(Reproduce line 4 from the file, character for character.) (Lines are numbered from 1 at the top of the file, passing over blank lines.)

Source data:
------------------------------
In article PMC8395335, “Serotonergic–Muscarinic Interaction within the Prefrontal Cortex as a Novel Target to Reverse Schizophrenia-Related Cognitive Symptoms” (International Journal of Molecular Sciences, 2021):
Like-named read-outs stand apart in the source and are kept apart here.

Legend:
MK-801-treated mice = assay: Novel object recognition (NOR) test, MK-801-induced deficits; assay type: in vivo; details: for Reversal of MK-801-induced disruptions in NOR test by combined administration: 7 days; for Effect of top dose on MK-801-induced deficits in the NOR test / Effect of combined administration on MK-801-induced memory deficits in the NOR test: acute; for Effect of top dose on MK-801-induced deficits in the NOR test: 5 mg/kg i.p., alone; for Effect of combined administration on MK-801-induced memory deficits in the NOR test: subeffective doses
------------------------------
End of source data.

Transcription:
MK-801-treated mice = assay: Novel object recognition (NOR) test, MK-801-induced deficits; assay type: in vivo; details: for Reversal of MK-801-induced disruptions in NOR test by combined administration: 7 days; for Effect of top dose on MK-801-induced deficits in the NOR test / Effect of combined administration on MK-801-induced memory deficits in the NOR test: acute; for Effect of top dose on MK-801-induced deficits in the NOR test: 5 mg/kg i.p., alone; for Effect of combined administration on MK-801-induced memory deficits in the NOR test: subeffective doses